SHS Library Research Databases:


Also includes: 

-eLibrary, History study Center, ProQuest Learning:   Literature, eLibrary Curriculum ProQuest.
-SIRS Discoverer
-Culture Grams.

What is Plagiarism?

If you:

  • Copy, quote, paraphrase or summarize any source without adequate documentation.
  • Purchase a paper by mail or email.
  • Allow another person to write a paper for you.
  • Submit another person's unpublished work in your name. 


How Can Students Avoid Plagiarism

(click link to see examples)

To avoid plagiarism, you must give credit whenever you use

  • another person’s idea, opinion, or theory;
  • any facts, statistics, graphs, drawings—any pieces of information—that are not common knowledge;
  • quotations of another person’s actual spoken or written words; or
  • paraphrase of another person’s spoken or written words.  (Indiana University Bloomington) 

Learn more about Plagiarism.

Citing sources?

Don’t forget to use the correct format! Whether it be MLA, APA, Chicago/Turabian or another, you can get free help online to ensure it’s done correctly.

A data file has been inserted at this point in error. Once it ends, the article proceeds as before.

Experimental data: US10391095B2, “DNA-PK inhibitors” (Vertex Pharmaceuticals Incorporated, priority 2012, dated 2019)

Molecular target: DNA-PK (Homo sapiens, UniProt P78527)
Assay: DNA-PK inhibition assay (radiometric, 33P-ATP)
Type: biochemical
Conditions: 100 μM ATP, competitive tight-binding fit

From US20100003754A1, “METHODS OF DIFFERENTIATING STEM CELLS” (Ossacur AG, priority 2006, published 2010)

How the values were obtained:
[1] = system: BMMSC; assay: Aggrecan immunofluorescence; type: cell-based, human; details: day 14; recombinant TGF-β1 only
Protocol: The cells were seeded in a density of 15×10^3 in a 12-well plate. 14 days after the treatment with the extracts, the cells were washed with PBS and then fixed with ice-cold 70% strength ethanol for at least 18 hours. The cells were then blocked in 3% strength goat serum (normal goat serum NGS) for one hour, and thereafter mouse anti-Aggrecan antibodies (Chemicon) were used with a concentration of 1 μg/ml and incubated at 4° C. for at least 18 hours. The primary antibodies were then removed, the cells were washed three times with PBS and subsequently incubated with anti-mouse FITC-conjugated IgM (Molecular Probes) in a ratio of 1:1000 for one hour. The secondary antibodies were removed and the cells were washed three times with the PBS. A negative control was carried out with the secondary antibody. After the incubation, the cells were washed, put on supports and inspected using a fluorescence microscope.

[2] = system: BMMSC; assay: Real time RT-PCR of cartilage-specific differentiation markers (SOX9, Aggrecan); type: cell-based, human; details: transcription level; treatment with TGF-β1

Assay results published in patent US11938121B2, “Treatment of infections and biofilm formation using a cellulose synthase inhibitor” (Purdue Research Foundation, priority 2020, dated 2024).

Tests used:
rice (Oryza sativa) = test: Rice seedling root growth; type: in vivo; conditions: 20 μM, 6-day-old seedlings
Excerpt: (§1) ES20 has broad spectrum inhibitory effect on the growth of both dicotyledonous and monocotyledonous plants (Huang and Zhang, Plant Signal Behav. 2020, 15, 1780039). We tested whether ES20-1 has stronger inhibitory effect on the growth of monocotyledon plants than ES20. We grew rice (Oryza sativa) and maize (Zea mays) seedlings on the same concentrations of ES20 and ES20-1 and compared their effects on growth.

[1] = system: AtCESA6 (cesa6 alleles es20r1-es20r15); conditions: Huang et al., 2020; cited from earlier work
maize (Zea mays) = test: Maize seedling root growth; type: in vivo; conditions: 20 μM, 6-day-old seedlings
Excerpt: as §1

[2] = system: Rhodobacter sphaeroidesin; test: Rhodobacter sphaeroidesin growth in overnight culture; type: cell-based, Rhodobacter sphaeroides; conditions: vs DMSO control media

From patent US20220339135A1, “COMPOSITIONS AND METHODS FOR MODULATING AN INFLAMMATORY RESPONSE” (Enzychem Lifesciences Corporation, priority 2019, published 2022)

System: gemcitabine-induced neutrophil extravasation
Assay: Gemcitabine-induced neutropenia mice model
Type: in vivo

Here are some links below to help you cite sources in the correct format.

Citing Sources A Quick Guide from Sno-Isle Libraries

RESEARCH TOOLS & Citation Information
-Click above for quick overview

Need some reliable sources for a research paper?
Below are some great resources in an easy-to-follow format with easy-to-read information:

Search Engines:

How Credible is that Website?
  A general guideline from EasyBib

Locating information, whether in traditional print format or in electronic format, is only the first step in doing research. The next step is to evaluate the quality and the usefulness of what you find.

When using electronic documents found on the World Wide Web, the evaluation process is more important than ever since anyone who has an account on a computer linked to the Internet can put up a home page or a World Wide Web document. They don't have to be intelligent or knowledgeable, scholarly or authoritative, and in many cases, the "information" they put on these pages does not have to pass any kind of scrutiny or editing process by their Internet service provider.


Many institutional or organizational Web sites include statements about the type and source of information which is provided on their home pages, as well as the purpose of the organization itself. If this information is not offered, be especially careful about evaluating the data you find there. 


When evaluating printed texts or electronic documents, consider the following criteria: source, authority, purpose, objectivity, currency,  completeness and relevance.


General guidelines to evaluate website credibility.

Useful resources for soon-to-be Teen Drivers - Plus Free DMV Practice Tests

Works Cited:

Jennings, Mary. Sno-Isle Library System Information. 2013. MS. Sno-Isle Libraries, Camano Island.